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Presence of fungi in Scots pine needles found to correlate with air quality as measured by bioindicators in northern Spain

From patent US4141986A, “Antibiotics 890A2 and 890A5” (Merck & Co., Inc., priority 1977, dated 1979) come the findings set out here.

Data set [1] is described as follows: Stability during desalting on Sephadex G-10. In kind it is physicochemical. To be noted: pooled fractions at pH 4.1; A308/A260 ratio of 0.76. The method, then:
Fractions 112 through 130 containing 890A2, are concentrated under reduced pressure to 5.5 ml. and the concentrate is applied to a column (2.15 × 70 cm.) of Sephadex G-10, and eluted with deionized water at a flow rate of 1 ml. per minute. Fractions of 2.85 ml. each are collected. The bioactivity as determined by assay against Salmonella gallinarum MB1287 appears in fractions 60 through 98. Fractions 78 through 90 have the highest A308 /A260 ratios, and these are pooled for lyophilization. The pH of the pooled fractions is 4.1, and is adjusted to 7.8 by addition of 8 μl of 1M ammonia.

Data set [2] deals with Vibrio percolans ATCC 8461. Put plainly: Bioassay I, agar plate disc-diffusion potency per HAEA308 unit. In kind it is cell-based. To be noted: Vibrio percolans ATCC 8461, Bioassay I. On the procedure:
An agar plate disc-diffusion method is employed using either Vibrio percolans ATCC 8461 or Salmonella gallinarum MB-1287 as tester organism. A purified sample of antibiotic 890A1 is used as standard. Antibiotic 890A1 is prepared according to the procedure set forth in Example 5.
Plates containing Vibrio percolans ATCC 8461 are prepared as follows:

Atmospheric pollution has increased worldwide during the last decades affecting forest ecosystems. Thermal power plants give off high levels of contaminants, which can damage forest health. Bioindicators can be helpful tools used for evaluating environment changes by giving an accurate measure of the extent of pollution. The focus of this study was to analyse fungal mycoflora in Pinus sylvestris stands near a thermal power plant and the possible correlation between the presence of the fungi and the air quality as measured by lichens and mosses. Fungi associated with pine needles were selected as subjects of this study because of their phytopathological importance and association with the pine trees' decline. Samples for this study were selected from eight plots in close proximity to a thermal power station in northern Spain. Symptoms of decline were previously observed in all the plots before sampling was performed. Lichens were used as bioindicators of environmental quality in two ways, first using the Index of Atmospheric Purity and second through categorization of lichen species based on their sensitivity. In addition, botanical quality was measured regarding the presence or absence of mosses. With two seasonal samplings (autumn and spring) and the use of four types of pine needle plant material (green needles, dried needles, half–green, half-dried needles and fallen needles), both endophytes and epiphytes present in the needles were isolated and observed. Thirty fungal species in total were identified of the 1095 isolates obtained. Furthermore, significant differences in fungal isolates were observed between seasons and among the different plant material. Results showed that both environmental air quality and botanical quality were negatively correlated with the relative isolation frequency of fungi. The higher number of isolates was attributed to a possible infection produced by fungi, which could be a leading factor in the trees' decline.